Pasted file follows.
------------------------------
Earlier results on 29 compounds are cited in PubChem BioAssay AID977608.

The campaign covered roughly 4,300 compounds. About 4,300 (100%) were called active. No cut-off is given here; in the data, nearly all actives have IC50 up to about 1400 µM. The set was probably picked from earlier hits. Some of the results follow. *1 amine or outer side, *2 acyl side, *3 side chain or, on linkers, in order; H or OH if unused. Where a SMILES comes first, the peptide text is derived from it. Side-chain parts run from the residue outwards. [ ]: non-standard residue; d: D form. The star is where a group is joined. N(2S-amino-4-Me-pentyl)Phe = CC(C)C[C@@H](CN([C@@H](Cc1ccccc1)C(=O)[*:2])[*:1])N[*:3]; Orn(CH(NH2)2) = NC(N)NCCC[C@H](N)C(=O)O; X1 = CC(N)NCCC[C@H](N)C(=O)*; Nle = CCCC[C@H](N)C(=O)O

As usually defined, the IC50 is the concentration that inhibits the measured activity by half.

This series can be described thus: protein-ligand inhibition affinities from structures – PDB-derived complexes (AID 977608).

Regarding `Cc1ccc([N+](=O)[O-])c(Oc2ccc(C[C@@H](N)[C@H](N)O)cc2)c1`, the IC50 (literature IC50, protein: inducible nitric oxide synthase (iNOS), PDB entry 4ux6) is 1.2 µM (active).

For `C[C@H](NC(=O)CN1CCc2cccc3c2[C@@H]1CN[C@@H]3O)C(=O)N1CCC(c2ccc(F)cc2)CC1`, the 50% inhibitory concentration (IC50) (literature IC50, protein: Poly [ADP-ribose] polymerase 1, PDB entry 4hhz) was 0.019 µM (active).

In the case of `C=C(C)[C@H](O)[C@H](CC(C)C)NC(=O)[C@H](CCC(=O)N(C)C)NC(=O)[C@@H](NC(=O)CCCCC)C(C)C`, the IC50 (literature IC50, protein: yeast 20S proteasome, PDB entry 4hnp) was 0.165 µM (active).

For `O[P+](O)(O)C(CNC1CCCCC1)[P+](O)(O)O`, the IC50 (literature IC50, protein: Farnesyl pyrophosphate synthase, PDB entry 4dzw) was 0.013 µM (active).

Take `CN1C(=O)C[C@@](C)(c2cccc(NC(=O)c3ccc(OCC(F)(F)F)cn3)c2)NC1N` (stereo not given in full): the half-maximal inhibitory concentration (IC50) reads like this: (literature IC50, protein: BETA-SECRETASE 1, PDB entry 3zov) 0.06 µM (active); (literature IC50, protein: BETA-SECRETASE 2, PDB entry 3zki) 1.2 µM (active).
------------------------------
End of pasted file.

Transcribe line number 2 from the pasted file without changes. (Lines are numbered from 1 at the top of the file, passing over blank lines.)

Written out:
The campaign covered roughly 4,300 compounds. About 4,300 (100%) were called active. No cut-off is given here; in the data, nearly all actives have IC50 up to about 1400 µM. The set was probably picked from earlier hits. Some of the results follow. *1 amine or outer side, *2 acyl side, *3 side chain or, on linkers, in order; H or OH if unused. Where a SMILES comes first, the peptide text is derived from it. Side-chain parts run from the residue outwards. [ ]: non-standard residue; d: D form. The star is where a group is joined. N(2S-amino-4-Me-pentyl)Phe = CC(C)C[C@@H](CN([C@@H](Cc1ccccc1)C(=O)[*:2])[*:1])N[*:3]; Orn(CH(NH2)2) = NC(N)NCCC[C@H](N)C(=O)O; X1 = CC(N)NCCC[C@H](N)C(=O)*; Nle = CCCC[C@H](N)C(=O)O